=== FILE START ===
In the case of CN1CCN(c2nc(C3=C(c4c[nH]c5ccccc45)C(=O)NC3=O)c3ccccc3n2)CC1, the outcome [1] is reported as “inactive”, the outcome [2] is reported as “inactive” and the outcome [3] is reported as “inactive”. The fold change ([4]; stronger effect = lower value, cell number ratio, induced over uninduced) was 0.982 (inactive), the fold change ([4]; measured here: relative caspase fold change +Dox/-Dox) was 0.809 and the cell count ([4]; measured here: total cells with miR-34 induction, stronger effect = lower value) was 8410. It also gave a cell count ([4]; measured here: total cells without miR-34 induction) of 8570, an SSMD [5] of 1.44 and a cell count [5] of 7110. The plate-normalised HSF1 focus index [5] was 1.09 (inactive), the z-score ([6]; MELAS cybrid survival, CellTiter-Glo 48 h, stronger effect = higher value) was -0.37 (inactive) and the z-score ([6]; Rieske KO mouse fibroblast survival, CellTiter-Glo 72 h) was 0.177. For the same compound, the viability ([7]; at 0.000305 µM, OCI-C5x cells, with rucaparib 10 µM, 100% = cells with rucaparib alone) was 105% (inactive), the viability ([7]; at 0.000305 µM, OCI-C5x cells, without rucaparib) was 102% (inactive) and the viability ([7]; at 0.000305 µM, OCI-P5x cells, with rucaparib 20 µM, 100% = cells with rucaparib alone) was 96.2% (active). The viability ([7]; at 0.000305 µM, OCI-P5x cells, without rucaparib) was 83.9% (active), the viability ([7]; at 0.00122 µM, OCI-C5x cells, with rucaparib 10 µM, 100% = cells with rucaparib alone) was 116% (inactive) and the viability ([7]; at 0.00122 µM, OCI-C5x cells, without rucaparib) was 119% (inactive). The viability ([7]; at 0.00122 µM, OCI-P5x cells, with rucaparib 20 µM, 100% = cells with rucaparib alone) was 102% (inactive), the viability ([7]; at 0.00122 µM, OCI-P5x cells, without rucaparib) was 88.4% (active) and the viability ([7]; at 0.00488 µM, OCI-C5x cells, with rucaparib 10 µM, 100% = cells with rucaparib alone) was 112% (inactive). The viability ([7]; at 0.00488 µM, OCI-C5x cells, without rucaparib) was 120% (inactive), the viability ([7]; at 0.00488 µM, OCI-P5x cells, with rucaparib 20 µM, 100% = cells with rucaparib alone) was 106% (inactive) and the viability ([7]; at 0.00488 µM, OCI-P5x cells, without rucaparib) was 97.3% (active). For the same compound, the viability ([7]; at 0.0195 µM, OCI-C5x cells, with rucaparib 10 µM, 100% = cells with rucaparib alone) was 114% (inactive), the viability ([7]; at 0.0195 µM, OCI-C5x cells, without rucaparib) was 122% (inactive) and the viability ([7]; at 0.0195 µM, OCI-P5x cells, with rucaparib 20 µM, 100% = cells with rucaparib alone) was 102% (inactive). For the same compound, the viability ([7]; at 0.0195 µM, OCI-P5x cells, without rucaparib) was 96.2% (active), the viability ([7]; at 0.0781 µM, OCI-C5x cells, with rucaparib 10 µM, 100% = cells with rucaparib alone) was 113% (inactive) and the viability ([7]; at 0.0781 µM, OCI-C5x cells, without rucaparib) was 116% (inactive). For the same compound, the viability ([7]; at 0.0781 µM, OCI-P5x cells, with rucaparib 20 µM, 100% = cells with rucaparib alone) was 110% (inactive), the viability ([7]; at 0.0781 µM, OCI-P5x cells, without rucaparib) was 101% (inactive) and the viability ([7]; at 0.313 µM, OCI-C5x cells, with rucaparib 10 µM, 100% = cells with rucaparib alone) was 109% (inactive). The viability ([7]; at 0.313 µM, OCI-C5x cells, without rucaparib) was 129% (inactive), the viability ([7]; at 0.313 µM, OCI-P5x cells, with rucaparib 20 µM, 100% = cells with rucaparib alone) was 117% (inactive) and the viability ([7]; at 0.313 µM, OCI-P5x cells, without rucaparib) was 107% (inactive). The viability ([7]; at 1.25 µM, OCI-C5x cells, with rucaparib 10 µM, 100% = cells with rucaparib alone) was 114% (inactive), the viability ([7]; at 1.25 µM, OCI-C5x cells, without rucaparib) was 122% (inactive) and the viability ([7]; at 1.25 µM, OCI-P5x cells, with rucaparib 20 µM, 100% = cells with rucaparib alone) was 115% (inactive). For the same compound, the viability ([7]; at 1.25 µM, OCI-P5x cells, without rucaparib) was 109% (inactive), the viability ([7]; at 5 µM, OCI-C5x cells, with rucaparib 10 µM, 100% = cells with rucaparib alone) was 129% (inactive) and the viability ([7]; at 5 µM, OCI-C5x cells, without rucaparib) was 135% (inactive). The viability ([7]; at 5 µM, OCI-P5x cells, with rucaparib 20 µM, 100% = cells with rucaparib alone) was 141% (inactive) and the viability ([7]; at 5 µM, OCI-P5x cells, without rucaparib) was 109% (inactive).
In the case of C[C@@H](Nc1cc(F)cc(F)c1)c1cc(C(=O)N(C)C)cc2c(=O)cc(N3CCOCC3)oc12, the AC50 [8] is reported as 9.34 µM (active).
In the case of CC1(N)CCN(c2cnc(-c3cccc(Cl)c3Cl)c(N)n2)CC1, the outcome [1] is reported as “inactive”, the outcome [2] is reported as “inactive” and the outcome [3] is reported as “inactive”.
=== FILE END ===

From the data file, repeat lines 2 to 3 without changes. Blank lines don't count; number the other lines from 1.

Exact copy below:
In the case of C[C@@H](Nc1cc(F)cc(F)c1)c1cc(C(=O)N(C)C)cc2c(=O)cc(N3CCOCC3)oc12, the AC50 [8] is reported as 9.34 µM (active).
In the case of CC1(N)CCN(c2cnc(-c3cccc(Cl)c3Cl)c(N)n2)CC1, the outcome [1] is reported as “inactive”, the outcome [2] is reported as “inactive” and the outcome [3] is reported as “inactive”.